The race to seven: Two conferences chasing AQs

The next piece in the East Region conference shuffle could be Ithaca leaving the Empire 8 for the Liberty League.
Ithaca athletics photo

By Pat Coleman

Ever since the New England Women’s and Men’s Athletic Conference dropped its offseason bombshell that it would add football in 2017, there’s been a slow-motion race in the East Region.

The NEWMAC was bringing some of its schools back home, as well as adding ones which currently participate in other conferences. And that left holes in a couple of conferences, to the point where both the Liberty League and the New England Football Conference would have just five members left and would lose their automatic bids in 2019.

There aren’t a lot of football teams in the East Region that aren’t in conferences already, so finding school to fill the gaps has been a slow, and sometimes quiet process. Since the initial announcement last April, the NEFC has been taken over by the Commonwealth Coast Conference, as the CCC eventually decided to add football to its slate of sports as well. This took almost six months, and gained them one program – University of New England, which is starting football in 2018.

Meanwhile, the NEWMAC picked up an eighth school, one that the CCC was hoping to snag. Catholic University wasn’t even believed to be in the market for a new conference, but will join the NEWMAC when it first sponsors football in 2017.

The Liberty League has been even quieter in this race, having made no public statement about the future of football that we can see. However, Ithaca has expressed continued interest in the Liberty League despite not being invited to join when Rochester Institute of Technology and Bard joined the LL in 2011. Now Ithaca presents something the LL needs – a football team.

Even admitting Ithaca won’t be the answer for the Liberty League, just as UNE adding football doesn’t solve the CCC’s quest to retain the NEFC automatic bid. Those moves will leave the conferences with six teams apiece, one short of an automatic bid.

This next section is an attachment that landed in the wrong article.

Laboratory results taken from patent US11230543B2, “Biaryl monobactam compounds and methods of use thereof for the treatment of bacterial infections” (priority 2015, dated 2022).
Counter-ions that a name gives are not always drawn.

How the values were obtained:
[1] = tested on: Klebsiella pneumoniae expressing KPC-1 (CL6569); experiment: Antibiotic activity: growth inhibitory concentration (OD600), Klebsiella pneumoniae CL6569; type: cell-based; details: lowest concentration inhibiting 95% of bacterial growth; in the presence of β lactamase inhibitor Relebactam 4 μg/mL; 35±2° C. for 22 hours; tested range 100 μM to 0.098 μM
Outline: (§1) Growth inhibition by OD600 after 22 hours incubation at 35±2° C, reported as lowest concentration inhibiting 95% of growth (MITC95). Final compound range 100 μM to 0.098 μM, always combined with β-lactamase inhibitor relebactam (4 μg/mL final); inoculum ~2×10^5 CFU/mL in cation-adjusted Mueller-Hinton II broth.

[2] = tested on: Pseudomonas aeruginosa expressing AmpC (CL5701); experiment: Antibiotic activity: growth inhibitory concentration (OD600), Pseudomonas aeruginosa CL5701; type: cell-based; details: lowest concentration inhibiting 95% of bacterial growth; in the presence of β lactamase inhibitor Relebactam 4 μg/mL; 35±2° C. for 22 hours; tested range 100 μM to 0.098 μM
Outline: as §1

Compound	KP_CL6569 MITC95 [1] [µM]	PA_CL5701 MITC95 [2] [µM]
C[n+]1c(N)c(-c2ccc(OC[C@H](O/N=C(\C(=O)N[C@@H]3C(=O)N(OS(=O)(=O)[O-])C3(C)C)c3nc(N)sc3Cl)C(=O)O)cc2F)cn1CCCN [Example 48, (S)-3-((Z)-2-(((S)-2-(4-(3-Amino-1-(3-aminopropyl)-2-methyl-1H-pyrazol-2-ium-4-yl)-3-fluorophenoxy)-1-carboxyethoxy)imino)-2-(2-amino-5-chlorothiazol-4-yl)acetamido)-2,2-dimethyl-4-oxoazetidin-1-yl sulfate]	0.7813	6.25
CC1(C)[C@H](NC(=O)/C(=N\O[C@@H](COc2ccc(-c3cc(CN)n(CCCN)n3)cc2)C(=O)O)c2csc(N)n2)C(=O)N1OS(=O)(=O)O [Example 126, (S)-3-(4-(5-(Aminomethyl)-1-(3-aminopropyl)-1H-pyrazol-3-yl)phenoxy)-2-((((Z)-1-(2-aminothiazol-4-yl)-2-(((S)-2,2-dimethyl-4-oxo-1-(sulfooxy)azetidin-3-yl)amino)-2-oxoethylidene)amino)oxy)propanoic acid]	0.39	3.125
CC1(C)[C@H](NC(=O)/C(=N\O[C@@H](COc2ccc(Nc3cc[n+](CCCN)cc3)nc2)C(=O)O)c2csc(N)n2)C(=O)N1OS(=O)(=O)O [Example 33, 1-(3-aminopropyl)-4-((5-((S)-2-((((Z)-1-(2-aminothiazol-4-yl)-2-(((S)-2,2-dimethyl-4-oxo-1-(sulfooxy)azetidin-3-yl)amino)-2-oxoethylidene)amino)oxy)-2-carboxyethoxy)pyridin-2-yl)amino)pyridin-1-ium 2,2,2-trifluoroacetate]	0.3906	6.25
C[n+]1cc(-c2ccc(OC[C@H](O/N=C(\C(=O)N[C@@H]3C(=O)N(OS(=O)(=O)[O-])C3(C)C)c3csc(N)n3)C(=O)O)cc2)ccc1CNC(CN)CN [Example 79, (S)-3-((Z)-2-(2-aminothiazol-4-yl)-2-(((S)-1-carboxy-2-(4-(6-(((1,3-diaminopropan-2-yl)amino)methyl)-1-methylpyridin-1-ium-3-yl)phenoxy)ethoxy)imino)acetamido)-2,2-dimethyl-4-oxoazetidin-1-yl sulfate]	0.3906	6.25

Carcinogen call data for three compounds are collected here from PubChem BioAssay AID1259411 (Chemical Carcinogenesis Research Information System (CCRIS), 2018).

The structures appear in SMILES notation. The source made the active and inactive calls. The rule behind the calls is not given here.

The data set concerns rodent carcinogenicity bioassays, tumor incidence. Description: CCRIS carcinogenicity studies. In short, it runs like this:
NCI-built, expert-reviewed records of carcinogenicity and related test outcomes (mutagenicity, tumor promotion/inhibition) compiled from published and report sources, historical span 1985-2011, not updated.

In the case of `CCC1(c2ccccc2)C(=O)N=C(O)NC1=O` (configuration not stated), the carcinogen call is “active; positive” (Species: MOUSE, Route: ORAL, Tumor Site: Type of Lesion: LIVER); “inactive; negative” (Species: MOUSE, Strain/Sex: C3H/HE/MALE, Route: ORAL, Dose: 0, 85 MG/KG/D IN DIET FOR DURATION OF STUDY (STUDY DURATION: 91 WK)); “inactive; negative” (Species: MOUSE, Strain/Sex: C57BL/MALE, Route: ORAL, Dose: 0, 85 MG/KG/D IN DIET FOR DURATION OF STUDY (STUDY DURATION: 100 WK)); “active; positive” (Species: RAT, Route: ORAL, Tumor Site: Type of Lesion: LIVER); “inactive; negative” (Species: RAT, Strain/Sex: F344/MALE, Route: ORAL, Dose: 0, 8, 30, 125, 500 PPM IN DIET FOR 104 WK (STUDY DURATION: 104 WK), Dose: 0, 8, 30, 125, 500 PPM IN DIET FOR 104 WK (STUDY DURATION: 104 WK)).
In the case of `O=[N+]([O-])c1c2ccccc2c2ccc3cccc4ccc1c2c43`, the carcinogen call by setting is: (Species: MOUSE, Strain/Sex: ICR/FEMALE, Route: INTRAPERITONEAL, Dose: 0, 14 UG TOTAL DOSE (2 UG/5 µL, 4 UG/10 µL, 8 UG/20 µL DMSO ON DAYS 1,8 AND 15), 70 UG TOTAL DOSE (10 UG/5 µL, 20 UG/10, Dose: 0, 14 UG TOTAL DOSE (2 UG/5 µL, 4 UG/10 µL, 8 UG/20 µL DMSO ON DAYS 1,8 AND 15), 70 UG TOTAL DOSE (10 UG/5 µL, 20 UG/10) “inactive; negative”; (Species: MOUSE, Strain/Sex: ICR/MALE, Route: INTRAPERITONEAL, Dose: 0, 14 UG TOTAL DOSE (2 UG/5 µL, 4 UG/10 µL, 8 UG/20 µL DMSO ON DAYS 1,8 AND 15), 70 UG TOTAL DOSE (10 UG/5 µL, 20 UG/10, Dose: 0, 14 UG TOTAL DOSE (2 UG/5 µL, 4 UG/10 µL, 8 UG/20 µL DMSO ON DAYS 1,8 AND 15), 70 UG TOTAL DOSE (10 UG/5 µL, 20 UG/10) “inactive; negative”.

Where will the seventh come from?

Existing football programs

There aren’t many independents in Division III football at all, and only one in the general footprint of either of these conferences. While Alfred State is certainly a free agent who is available, the school doesn’t generally fit the profile of a Liberty League member and is a better fit for the Empire 8, assuming the school reaches full Division III membership.

Perhaps it’s possible another school might leave their current conference to join the LL or CCC. Anything aside from talking about Ithaca would be unfounded speculation, but there is still time for a team to join in plenty of time to maintain either conference’s automatic bid.

Another possibility is St. Anselm, which in August declared its intention to enter the exploratory phase of applying to Division III. Based in Manchester, N.H., the school is more within the CCC footprint but views itself as a contemporary of the NEWMAC and might be a better fit as an institution in the LL. However, the school sponsors hockey, which makes it a better fit for the CCC. Regardless, St. Anselm isn't eligible for the playoffs until 2020 at the earliest, if it does decide to go through with applying to D-III.

New football programs

The Liberty League has five member schools which don’t sponsor football: Bard, Clarkson, RIT, Skidmore and Vassar. RIT has the largest enrollment of the group, but Clarkson, Skidmore and Vassar also have more than 2,000 full-time undergraduates. Hamilton, formerly a member of the LL in most sports, left the conference after 2010-11 to join its football program in the NESCAC.

There are no New England independents who sponsor football. Eastern Nazarene, Gordon, Roger Williams and Wentworth are all members of the Commonwealth Coast Conference. Of that group, Gordon has been mentioned as a possible candidate to start the sport.

Why look for a seventh program?

However, here’s a more intriguing thought: With two six-team conferences in the mix, why bother finding the seventh team? The two conferences could instead align with each other. With 12 teams, they could follow a model similar to the New England Football Conference’s from 1999-2012, where the two “division” champions would meet for a championship game to determine the automatic bid. The Midwest Conference currently does this.

We’re headed for an automatic bid crisis in Division III football. There are 25 this year, but the American Southwest Conference will regain its automatic bid in the next few years. The NEWMAC would be eligible for an automatic bid in 2019, and if the LL and CCC each manage to retain separate automatic bids, that would leave 28 automatic bids and just four at-large.

Whether the CCC and LL align with each other, or whether someone leaves the Eastern Collegiate Football Conference to join one of these leagues and triggers an alliance involving the ECFC, any opportunity to conserve automatic bids would be to the benefit of Division III football.

Contributing: Dave McHugh, D3sports.com

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